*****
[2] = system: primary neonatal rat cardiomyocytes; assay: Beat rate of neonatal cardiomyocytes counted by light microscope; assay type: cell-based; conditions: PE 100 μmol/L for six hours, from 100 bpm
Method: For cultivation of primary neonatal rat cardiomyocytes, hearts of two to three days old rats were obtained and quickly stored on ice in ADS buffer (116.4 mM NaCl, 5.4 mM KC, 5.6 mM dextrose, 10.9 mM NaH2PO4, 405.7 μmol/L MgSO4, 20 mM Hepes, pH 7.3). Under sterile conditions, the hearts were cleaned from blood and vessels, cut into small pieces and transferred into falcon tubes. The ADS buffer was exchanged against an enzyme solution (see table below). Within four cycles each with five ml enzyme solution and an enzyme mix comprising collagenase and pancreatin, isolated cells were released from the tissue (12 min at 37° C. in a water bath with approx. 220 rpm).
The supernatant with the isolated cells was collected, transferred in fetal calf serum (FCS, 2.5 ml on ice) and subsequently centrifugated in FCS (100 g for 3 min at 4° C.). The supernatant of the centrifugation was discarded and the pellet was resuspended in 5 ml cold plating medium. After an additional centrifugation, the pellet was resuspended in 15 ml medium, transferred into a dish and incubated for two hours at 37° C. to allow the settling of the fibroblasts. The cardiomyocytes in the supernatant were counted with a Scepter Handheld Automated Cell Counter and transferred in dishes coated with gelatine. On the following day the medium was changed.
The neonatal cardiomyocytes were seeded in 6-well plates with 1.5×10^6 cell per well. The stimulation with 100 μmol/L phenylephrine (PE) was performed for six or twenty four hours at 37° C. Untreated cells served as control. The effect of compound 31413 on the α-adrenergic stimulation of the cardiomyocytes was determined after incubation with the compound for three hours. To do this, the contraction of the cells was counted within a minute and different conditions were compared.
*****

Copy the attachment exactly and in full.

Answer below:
[2] = system: primary neonatal rat cardiomyocytes; assay: Beat rate of neonatal cardiomyocytes counted by light microscope; assay type: cell-based; conditions: PE 100 μmol/L for six hours, from 100 bpm
Method: For cultivation of primary neonatal rat cardiomyocytes, hearts of two to three days old rats were obtained and quickly stored on ice in ADS buffer (116.4 mM NaCl, 5.4 mM KC, 5.6 mM dextrose, 10.9 mM NaH2PO4, 405.7 μmol/L MgSO4, 20 mM Hepes, pH 7.3). Under sterile conditions, the hearts were cleaned from blood and vessels, cut into small pieces and transferred into falcon tubes. The ADS buffer was exchanged against an enzyme solution (see table below). Within four cycles each with five ml enzyme solution and an enzyme mix comprising collagenase and pancreatin, isolated cells were released from the tissue (12 min at 37° C. in a water bath with approx. 220 rpm).
The supernatant with the isolated cells was collected, transferred in fetal calf serum (FCS, 2.5 ml on ice) and subsequently centrifugated in FCS (100 g for 3 min at 4° C.). The supernatant of the centrifugation was discarded and the pellet was resuspended in 5 ml cold plating medium. After an additional centrifugation, the pellet was resuspended in 15 ml medium, transferred into a dish and incubated for two hours at 37° C. to allow the settling of the fibroblasts. The cardiomyocytes in the supernatant were counted with a Scepter Handheld Automated Cell Counter and transferred in dishes coated with gelatine. On the following day the medium was changed.
The neonatal cardiomyocytes were seeded in 6-well plates with 1.5×10^6 cell per well. The stimulation with 100 μmol/L phenylephrine (PE) was performed for six or twenty four hours at 37° C. Untreated cells served as control. The effect of compound 31413 on the α-adrenergic stimulation of the cardiomyocytes was determined after incubation with the compound for three hours. To do this, the contraction of the cells was counted within a minute and different conditions were compared.